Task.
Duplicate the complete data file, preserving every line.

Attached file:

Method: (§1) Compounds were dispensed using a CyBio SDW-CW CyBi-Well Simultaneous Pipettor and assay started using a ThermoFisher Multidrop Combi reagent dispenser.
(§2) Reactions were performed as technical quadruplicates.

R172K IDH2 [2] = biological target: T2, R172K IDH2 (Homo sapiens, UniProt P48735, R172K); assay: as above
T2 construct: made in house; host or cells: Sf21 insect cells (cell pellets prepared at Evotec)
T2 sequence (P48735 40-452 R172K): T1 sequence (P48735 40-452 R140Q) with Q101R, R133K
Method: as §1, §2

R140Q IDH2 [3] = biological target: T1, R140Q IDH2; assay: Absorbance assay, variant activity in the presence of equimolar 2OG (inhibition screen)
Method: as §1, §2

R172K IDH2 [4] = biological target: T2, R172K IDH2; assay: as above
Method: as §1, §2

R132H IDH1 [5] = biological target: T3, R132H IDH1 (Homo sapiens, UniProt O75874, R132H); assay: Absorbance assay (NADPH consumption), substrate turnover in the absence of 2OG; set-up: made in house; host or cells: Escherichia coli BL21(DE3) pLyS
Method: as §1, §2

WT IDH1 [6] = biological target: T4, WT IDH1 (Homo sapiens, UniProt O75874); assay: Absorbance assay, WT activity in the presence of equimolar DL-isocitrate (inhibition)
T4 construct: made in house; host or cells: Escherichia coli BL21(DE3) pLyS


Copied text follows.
Method: (§1) Compounds were dispensed using a CyBio SDW-CW CyBi-Well Simultaneous Pipettor and assay started using a ThermoFisher Multidrop Combi reagent dispenser.
(§2) Reactions were performed as technical quadruplicates.

R172K IDH2 [2] = biological target: T2, R172K IDH2 (Homo sapiens, UniProt P48735, R172K); assay: as above
T2 construct: made in house; host or cells: Sf21 insect cells (cell pellets prepared at Evotec)
T2 sequence (P48735 40-452 R172K): T1 sequence (P48735 40-452 R140Q) with Q101R, R133K
Method: as §1, §2

R140Q IDH2 [3] = biological target: T1, R140Q IDH2; assay: Absorbance assay, variant activity in the presence of equimolar 2OG (inhibition screen)
Method: as §1, §2

R172K IDH2 [4] = biological target: T2, R172K IDH2; assay: as above
Method: as §1, §2

R132H IDH1 [5] = biological target: T3, R132H IDH1 (Homo sapiens, UniProt O75874, R132H); assay: Absorbance assay (NADPH consumption), substrate turnover in the absence of 2OG; set-up: made in house; host or cells: Escherichia coli BL21(DE3) pLyS
Method: as §1, §2

WT IDH1 [6] = biological target: T4, WT IDH1 (Homo sapiens, UniProt O75874); assay: Absorbance assay, WT activity in the presence of equimolar DL-isocitrate (inhibition)
T4 construct: made in house; host or cells: Escherichia coli BL21(DE3) pLyS